With many indoor activities on pause or otherwise inadvisable during the COVID-19 pandemic, more Americans have chosen to recreate outside.
Hiking, birdwatching, fishing and other outdoorsy pursuits are relatively safe virally speaking, and allow people to exercise and experience the mental health benefits that nature can provide. “It’s one of the few things people could do [during the pandemic],” says Ben Lawhon, the education director at Leave No Trace Center for Outdoor Ethics, an organization focused on reducing human impacts to outdoor areas the . “That has just created this massive spike in public lands use since March.”
Local stats and indirect evidence (like outdoor gear purchases) suggest a spike nationwide. In recent months, public lands have seen record numbers of visits. Yellowstone National Park just had its busiest September on record, with more than 800,000 visits—a 21 percent increase from the previous September. Great Smoky Mountains National Park—already the country’s most-visited national park—logged more than 1.5 million visits in August, a nine percent jump from the same month last year. This trend also appears at the state level. Lawhon, who has been in touch with land managers around the country, says that Colorado state parks have seen their use increase 30 percent from last year and Kansas state park visits are up 50 percent. “From what I’m seeing and hearing, it is a nationwide trend,” he says.
In areas visited by rock climbers, visitation has increased by up to 300 percent, says Erik Murdock, policy director at the Access Fund, an organization focused on climbing access issues (the numbers include climbers and other users visiting the area). Some of those especially busy spots include the Chattanooga, Tennessee, area, parks outside Washington, D.C., and Los Angeles, as well as Colorado’s Front Range. With indoor gyms closed or reduced in capacity, it seems more climbers are taking their sport outdoors.
Reports of litter and overflowing trash bins on busy public lands have increased alongside the visitorship, says Lawhon. And the waste problem also extends to human poop. In August, The Seattle Times reported that rangers had to bury 200 turds and TP piles in one week in the Enchantments wilderness. Lawhon says the problem is not just improper waste practices by visitors, but overwhelmed agencies struggling to keep up while maintaining pandemic-safe levels of staffing and operations. Increased human numbers can also turn up noise levels, which can disturb wildlife, and wayward trampling that can squash sensitive plants.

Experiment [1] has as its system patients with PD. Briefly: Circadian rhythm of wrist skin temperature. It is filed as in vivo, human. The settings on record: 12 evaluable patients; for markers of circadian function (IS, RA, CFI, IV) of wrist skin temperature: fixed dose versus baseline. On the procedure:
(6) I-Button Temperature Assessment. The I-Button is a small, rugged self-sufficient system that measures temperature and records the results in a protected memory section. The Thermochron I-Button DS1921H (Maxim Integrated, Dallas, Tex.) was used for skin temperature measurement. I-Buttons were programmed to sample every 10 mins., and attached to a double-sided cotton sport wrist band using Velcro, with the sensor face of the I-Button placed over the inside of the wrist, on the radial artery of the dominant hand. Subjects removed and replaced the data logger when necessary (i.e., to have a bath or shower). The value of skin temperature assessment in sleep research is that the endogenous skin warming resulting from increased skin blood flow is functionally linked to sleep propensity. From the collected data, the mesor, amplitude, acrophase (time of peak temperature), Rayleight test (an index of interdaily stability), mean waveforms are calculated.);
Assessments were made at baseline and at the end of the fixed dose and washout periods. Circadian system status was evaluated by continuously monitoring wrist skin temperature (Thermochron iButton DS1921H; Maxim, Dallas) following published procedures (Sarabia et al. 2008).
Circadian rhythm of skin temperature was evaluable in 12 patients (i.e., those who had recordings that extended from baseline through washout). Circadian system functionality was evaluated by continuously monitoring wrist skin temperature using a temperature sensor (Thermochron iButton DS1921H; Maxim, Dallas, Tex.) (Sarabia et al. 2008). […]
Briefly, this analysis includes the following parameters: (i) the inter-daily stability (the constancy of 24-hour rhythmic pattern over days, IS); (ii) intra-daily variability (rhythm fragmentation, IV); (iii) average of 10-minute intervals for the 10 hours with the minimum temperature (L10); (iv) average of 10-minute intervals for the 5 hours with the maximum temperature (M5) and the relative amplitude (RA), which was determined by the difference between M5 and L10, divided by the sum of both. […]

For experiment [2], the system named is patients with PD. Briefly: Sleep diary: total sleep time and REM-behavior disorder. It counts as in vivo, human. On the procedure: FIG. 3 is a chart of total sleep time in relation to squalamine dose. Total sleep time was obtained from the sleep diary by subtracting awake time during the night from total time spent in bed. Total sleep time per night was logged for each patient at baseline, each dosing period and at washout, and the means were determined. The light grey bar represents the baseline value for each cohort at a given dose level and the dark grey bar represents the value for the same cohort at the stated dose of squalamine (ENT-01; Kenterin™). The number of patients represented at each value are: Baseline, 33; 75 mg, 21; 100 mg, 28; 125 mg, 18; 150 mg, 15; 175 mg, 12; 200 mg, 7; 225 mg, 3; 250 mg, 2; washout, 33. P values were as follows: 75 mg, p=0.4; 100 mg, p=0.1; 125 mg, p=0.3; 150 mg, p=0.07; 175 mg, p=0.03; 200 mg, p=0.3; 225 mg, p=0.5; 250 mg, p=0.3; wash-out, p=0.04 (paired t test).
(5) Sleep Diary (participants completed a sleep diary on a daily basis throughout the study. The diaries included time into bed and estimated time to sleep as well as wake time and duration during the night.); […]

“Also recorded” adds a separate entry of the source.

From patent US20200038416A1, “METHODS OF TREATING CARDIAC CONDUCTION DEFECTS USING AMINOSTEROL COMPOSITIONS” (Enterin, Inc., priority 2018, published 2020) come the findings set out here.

The crowds can also affect the human-user experience. The psychological benefits of an awe-inspiring view may be harder to obtain if you’re having to squirm through a horde to catch a glimpse. Additionally, crowding can bring new hazards. In some places where parking lots have filled, drivers have instead parked alongside busy roads and put themselves at risk getting struck by a vehicle, says Lawhon. Even off the roads, pitfalls await. Murdock says that the Diamond rockwall in Rocky Mountain National Park saw it’s busiest season ever, and it’s possible that the increased use could lead climbers to choose a less-familiar route or skip safe practices in their haste.
Land managers and advocates like Lawhon are struggling to figure out how to reach new outdoor visitors. Previously, partnering with a popular outdoor website or retailer like REI might have worked to communicate with the public, but Lawhon says that without information on new users, education is more challenging. “We’re limited in our capacity to reach them, because we simply don’t know who they are yet.” In some states, his organization is working with transportation departments to use roadside electronic signage to remind people to pack out their trash.
Some top destinations responded to the pandemic by rolling out timed-entry reservation systems. Rocky Mountain and Yosemite national parks visitors must book a time slot online before their trip. The reason those parks were able to implement the systems so fast, though, was because they were already working on them prior to the pandemic, says Murdock. Although public lands are seeing a spike in visits right now, that’s against a larger backdrop of consistently increasing numbers.
Other parks might soon follow suit. The Red Rock Canyon conservation area outside Las Vegas in Nevada is implementing a timed-entry system, too, during it’s busy season between fall and spring. It’s meant to be permanent, rather than a response to the pandemic, says Murdock.
For visitors, Lawhon’s biggest piece of advice is to do research on their destination ahead of time. “I can’t stress how important it is right now to do some homework before you head out,” he says. “You can argue it’s more important now than ever.” If you don’t know the best practices at a given area, not only do you risk damaging resources, you can also expose yourself to danger. Some places have tailored best practice guides, like Yellowstone’s “pledge”, which instructs users to give wildlife room, stay on designated paths, and practice caution around water bodies.
Seasoned outdoor enthusiasts can do their part by sharing information on best practices in an empathetic way, add Murdock and Lawhon. “Think about helping others, rather than viewing new people as the problem,” says Lawhon. “Let’s make the outdoors more inclusive and welcoming.”
After all, the more people that experience public lands, the more personal interest there is in protecting those areas. “It’s not all doom and gloom,” says Lawhon. “When you get more people to understand the benefits of national parks or local parks or even city and neighborhood trails … this is all good in terms of having people who care about the outdoors.”
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